Defining Long Carries and When You Might Get Charged

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What Are Long Carries?

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Life has ways of keeping us on our toes. An example: you may be all wrapped up in monitoring your things as they're transported into your new home, hoping that nothing gets damaged, watching the movers like a hawk. Then, just as you think it's all over, that everything has gone perfectly, you look at your bill and wonder what the heck a "long carry" is.

A long carry is a charge that may appear on your bill if the movers have a long distance to carry things from your home to the truck, or vice versa. They can be anticipated, but not always avoided.

The moving company will have a set distance that they will carry items with no additional charge. It is measured from the rear of the truck or van to the entrance of the residence. Let's say that a mover has a maximum carry distance of 100 feet as company policy. If they end up having to carry your things farther than 100 feet, you will receive a long carry charge.

How do I know if I'll get charged?

The first thing to do is ask the moving company if they even have this fee. When they come to make an estimate, bring the issue up. If they do charge for a long carry, ask if they expect one on this particular job. At least then you'll know. You can find out what their maximum distance is and measure it yourself.

There are certain situations that put you at a higher risk for this charge. If you live in an apartment, for instance, and the movers have trouble finding parking close by, they may be forced to exceed their maximum distance (because of the likelihood of a long carry, some moving companies have longer maximum distances for apartments). The same thing would apply, of course, if you live in a house and they can't find close parking.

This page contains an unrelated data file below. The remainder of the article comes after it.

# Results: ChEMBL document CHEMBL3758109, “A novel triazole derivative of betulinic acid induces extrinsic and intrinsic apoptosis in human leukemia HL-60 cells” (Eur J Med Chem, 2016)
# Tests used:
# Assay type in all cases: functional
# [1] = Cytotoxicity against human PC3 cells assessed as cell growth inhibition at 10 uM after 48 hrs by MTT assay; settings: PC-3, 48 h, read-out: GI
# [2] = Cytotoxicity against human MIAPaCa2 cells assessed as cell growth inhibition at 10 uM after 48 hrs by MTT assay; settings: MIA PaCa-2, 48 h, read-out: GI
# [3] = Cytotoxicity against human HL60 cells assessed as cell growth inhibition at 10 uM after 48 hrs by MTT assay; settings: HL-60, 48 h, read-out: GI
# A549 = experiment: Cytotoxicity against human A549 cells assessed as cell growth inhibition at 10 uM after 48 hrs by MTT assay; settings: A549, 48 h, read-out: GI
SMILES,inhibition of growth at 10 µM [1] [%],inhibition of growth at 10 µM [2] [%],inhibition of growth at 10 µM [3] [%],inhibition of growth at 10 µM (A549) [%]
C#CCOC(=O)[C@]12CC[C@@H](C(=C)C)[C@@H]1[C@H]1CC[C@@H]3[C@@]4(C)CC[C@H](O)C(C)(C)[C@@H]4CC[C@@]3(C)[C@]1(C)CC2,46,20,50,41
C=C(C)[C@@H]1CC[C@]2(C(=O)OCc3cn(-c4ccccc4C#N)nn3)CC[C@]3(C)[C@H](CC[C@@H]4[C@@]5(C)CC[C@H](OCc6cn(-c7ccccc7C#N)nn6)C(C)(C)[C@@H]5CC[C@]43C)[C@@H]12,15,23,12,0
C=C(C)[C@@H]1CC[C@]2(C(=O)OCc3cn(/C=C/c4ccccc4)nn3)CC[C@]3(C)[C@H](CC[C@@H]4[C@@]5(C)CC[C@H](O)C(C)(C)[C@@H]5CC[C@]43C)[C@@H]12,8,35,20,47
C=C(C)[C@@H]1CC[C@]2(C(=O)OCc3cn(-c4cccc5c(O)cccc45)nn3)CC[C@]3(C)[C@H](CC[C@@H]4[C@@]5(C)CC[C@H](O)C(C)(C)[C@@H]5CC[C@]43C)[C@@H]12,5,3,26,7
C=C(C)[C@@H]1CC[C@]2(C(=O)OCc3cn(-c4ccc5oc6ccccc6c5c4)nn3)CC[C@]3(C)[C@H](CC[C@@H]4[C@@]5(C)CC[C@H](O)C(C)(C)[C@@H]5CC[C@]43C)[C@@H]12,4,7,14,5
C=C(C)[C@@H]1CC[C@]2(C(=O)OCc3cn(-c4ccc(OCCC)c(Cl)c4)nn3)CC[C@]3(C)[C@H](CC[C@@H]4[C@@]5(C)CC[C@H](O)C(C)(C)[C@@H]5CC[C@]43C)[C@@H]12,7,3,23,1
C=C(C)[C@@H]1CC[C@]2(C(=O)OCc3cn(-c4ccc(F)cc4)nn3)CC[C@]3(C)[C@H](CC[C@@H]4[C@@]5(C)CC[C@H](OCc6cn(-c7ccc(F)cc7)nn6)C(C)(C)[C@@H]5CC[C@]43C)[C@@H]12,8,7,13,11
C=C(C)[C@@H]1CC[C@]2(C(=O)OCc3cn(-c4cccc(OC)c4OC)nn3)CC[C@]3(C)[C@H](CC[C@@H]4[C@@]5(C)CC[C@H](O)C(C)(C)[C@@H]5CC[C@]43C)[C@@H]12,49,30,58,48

If your house has one of those long, winding pathways to the main entrance, you might get charged a long carry fee. The same goes if there are, for example, imposing bushes lining the pathway that make loading through the main entrance difficult or impossible. The movers may have to take a different, longer path to get your things inside. This extra distance for them could translate to extra fees for you.

TIP: Make sure ahead of time that there is a clear, short path for the movers to take into your home. If you have some of those bushes, think about whether it's worth the money to just cut them down.

If you're going to get charged

Negotiate. See if they'll lower the price. If they don't, offer to help bring things in, and see if that changes their minds. At the very least, you'll cut down on the time that the move takes and save some money on that part of your bill.

Photo by: Stockimages (Freedigitalphotos.net)
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on August 27, 2009

Movers.com - Moving Expert
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